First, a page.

Each of us process the visual world differently. Do men view the world differently from women? Sure. But, is this a genetic difference or the result of social conditioning, parental training, religious influence, education, and personal likes and dislikes? Again, I will leave it to female readers to educate Proch.
…men are 100% accountable for where they put their eyes, and what they do with what they see once it enters their mind…
And then he says BUT,
…But I also know this: it sure is a blessing and encouragement when a woman makes the effort to dress modestly.
A woman who doesn’t reveal as much skin as she can shows love and consideration for the men around her striving to pursue godliness…
In other words, if women really love and care for weak, pathetic, helpless, sex-crazed, vagina seeking Evangelical men, they will make sure they watch Little House on the Prairie and Little Women to learn how to dress. Either that or let Proch educate them on exactly what the Bible says about modesty. According to Prouch:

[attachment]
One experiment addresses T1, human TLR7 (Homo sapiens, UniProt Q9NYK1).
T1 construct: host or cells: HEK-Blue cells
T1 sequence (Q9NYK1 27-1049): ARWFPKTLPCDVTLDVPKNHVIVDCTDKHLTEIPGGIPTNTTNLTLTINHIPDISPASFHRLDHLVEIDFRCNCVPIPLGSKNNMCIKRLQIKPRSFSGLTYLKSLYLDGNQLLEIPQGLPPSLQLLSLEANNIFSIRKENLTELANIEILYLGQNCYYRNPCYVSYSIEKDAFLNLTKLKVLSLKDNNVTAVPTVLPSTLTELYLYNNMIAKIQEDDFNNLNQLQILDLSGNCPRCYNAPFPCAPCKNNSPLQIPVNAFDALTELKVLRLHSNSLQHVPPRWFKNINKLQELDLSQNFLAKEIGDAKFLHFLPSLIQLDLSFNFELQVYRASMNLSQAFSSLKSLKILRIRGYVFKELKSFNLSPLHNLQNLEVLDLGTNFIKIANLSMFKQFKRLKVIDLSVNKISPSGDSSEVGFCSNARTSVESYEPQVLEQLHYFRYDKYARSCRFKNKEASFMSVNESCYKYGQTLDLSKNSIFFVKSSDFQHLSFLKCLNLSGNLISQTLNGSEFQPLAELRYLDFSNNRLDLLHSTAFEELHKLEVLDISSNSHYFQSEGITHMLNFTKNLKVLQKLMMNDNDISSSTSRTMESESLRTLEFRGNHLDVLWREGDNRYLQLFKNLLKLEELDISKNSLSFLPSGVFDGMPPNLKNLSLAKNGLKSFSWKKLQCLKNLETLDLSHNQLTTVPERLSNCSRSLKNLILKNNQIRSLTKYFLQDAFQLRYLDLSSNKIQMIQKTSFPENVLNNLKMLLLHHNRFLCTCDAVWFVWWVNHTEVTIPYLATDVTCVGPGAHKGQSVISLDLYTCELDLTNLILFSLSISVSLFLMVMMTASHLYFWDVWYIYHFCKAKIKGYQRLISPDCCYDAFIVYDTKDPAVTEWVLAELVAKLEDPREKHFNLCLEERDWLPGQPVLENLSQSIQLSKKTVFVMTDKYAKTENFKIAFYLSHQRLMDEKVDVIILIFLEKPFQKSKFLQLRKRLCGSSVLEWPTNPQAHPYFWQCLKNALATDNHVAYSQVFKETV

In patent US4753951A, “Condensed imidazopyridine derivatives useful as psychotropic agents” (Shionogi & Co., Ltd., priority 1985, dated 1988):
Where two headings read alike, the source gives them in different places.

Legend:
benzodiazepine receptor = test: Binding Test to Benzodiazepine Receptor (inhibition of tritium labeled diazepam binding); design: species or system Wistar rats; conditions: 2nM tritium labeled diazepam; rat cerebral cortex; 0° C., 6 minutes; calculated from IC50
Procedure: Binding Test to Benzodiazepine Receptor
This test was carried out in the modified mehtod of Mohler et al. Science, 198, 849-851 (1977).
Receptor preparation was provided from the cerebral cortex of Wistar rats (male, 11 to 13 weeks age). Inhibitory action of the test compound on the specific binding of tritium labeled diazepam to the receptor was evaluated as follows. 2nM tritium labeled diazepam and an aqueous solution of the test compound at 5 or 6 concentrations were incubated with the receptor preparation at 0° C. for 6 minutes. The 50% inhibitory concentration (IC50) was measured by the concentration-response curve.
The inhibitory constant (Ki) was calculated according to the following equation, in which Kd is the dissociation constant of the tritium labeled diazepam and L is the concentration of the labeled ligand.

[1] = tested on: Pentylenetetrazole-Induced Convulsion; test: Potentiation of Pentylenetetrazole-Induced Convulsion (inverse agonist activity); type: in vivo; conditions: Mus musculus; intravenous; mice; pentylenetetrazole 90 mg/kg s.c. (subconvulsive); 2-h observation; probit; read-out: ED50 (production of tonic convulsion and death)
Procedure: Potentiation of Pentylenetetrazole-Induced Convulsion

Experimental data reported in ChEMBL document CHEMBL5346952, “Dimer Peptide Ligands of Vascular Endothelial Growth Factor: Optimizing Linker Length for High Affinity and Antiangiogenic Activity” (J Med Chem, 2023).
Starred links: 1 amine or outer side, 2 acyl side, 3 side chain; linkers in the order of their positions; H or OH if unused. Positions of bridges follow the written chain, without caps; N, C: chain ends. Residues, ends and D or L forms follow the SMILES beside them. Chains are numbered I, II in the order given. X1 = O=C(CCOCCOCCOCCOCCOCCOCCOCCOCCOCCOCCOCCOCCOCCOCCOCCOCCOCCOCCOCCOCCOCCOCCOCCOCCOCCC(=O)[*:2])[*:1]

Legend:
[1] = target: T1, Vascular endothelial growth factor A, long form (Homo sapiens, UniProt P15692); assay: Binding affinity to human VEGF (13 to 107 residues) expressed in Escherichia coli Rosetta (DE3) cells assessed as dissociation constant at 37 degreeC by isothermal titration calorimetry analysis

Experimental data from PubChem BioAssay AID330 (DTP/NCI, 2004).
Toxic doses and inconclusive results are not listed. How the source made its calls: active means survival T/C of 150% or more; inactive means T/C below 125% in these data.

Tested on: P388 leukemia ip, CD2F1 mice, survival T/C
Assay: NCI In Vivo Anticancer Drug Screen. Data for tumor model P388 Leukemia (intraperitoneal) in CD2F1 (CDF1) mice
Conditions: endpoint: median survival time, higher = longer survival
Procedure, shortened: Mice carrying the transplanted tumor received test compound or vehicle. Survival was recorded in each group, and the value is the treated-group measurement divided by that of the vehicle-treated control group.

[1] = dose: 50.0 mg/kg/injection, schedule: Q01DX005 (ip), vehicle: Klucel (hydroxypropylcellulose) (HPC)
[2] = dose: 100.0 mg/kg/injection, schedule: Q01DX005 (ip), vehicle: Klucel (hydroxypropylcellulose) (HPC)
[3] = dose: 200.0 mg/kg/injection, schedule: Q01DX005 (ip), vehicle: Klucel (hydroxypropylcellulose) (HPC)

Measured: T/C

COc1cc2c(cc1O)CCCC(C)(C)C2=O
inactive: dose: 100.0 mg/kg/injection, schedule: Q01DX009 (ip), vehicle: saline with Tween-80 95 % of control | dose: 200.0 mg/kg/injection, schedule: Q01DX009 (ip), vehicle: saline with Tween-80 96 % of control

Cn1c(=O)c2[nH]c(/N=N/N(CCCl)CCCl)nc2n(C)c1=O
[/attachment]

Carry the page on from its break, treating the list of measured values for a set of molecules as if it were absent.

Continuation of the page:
Modesty is Biblical! It shows that a woman understands who she is in Christ and that she knows she’s valued by God. A woman’s body is beautiful and amazing. There’s no embarrassment in how different the shape of a woman’s body is from a man’s.
Modesty doesn’t hide the difference, it clearly acknowledges it with the correct attitude and focus on God’s creative differences in body shape. Immodesty focuses on the body with the wrong attitudes of lust, pride, and self-focus.
Proch demands that Evangelical women and women everywhere adhere to his understanding of modesty. He even gives some rules he wishes women would abide by. Remember, these rules are derived from his interpretation of the Bible, so this means that these rules were given to Proch by God on Mount Sinai:
Dress modestly! Cover up the cleavage, ditch the short shorts, and go for some fashionable, but modest, clothing. Convictions in this area will differ, but I think we can all agree that clothing which blatantly draws attention to certain parts of your body isn’t modest. Do the mirror check before heading out the door.
Think twice before posting that photo to social media. Are you holding your photos on Facebook and Instagram to the same standards you yourself hold in real life? Could the photos you post cause others to stumble? Here’s a great post by Kristen about seductive selfies that will challenge your posting standards.
Ask yourself this catchy little phrase:“Is it too high at the bottom, too low at the top, or too tight around the curves?” Then respond appropriately.